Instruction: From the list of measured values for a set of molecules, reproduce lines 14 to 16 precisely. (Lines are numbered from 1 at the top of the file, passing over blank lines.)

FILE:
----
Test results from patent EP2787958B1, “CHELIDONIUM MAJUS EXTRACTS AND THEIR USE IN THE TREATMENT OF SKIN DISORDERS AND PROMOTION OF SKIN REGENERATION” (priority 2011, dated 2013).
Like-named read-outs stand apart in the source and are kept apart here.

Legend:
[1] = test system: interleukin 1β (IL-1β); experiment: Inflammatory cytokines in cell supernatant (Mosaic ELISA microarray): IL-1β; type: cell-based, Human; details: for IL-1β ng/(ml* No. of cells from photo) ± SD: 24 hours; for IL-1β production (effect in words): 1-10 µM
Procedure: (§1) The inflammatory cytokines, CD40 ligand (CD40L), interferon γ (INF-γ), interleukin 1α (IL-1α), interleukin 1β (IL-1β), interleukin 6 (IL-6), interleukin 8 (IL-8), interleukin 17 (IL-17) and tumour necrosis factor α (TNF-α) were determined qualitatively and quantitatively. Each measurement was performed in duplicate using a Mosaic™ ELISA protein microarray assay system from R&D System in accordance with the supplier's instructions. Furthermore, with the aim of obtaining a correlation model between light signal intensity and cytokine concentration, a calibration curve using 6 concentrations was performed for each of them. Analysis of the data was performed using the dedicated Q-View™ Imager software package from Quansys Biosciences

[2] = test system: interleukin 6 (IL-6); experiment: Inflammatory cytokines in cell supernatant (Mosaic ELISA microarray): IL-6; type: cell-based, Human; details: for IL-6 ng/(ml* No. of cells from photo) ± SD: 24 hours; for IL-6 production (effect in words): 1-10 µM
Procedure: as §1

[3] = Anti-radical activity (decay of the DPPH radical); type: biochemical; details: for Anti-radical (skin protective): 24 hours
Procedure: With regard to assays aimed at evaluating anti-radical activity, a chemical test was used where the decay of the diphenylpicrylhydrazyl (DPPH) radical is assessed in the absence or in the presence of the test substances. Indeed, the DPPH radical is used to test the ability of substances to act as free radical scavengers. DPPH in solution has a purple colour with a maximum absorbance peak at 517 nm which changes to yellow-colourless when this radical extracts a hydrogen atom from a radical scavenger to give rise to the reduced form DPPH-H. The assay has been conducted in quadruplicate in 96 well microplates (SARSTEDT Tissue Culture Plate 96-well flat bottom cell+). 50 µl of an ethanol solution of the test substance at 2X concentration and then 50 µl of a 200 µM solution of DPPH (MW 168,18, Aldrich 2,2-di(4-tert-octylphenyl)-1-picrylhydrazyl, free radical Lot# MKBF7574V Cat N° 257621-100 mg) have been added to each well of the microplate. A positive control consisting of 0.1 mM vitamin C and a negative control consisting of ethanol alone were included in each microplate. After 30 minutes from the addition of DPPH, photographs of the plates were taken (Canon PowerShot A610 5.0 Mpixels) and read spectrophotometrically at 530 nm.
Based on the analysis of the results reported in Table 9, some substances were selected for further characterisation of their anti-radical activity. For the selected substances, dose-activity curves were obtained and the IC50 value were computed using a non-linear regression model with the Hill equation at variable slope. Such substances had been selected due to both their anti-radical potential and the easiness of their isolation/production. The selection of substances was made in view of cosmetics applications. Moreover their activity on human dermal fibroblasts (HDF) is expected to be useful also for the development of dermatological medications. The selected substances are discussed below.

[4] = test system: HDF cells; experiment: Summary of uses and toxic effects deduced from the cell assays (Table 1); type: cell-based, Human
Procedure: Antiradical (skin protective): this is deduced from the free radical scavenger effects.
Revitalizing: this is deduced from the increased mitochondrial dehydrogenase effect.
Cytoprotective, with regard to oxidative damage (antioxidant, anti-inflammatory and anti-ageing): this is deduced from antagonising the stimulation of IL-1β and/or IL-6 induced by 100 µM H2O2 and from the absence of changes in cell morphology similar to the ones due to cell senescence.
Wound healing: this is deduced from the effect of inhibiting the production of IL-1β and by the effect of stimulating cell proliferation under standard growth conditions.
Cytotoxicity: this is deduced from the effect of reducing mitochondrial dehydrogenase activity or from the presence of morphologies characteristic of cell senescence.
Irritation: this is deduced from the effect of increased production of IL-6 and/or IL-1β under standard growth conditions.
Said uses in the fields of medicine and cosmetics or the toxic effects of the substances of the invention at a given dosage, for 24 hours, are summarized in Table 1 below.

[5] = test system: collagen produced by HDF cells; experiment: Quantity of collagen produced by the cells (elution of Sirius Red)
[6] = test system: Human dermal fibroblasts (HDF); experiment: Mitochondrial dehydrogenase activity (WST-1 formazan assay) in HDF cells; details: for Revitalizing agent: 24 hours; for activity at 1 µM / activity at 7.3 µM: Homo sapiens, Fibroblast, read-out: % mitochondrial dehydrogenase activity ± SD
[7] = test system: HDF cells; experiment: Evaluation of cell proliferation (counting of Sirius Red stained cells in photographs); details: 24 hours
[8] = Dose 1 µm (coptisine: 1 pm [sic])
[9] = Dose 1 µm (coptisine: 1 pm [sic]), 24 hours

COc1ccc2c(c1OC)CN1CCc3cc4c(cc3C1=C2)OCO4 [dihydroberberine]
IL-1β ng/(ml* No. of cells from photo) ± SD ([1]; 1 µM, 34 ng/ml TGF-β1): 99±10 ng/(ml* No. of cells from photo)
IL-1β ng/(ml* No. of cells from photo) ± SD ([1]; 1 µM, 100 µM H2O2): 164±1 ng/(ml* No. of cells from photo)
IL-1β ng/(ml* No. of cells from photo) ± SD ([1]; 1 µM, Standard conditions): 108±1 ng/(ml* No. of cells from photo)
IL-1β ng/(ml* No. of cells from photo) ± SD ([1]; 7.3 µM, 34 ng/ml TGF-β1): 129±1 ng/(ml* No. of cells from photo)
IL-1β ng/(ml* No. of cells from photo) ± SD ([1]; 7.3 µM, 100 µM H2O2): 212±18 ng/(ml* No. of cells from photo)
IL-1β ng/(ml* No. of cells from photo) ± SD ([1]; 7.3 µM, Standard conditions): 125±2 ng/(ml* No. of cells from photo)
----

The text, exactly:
Cytoprotective, with regard to oxidative damage (antioxidant, anti-inflammatory and anti-ageing): this is deduced from antagonising the stimulation of IL-1β and/or IL-6 induced by 100 µM H2O2 and from the absence of changes in cell morphology similar to the ones due to cell senescence.
Wound healing: this is deduced from the effect of inhibiting the production of IL-1β and by the effect of stimulating cell proliferation under standard growth conditions.
Cytotoxicity: this is deduced from the effect of reducing mitochondrial dehydrogenase activity or from the presence of morphologies characteristic of cell senescence.